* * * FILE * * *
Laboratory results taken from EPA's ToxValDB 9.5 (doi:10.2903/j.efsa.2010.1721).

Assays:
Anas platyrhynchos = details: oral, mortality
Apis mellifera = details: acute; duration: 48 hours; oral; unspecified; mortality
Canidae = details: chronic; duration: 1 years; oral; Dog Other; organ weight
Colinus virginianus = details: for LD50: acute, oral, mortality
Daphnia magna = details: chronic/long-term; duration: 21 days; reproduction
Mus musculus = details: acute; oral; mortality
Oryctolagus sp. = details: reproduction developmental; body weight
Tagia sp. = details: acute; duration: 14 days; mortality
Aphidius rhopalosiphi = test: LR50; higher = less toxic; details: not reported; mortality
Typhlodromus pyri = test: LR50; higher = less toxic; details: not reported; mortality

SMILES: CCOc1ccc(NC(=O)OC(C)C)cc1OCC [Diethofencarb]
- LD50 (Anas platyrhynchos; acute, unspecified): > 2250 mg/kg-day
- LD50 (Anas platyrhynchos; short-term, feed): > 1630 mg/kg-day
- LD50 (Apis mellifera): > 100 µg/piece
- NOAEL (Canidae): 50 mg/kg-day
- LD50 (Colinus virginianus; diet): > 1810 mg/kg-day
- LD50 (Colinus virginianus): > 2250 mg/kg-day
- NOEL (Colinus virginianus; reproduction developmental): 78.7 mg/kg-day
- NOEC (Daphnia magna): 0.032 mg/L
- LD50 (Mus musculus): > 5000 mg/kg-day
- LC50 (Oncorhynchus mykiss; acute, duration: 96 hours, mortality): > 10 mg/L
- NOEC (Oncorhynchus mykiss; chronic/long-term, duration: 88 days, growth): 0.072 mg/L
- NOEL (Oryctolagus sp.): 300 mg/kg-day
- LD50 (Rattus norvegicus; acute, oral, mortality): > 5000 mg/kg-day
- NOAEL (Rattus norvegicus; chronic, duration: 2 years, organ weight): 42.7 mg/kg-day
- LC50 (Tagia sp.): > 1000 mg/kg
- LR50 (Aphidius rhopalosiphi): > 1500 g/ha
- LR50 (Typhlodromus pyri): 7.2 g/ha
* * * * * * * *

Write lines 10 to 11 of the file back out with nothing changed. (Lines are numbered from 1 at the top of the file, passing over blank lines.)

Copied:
Tagia sp. = details: acute; duration: 14 days; mortality
Aphidius rhopalosiphi = test: LR50; higher = less toxic; details: not reported; mortality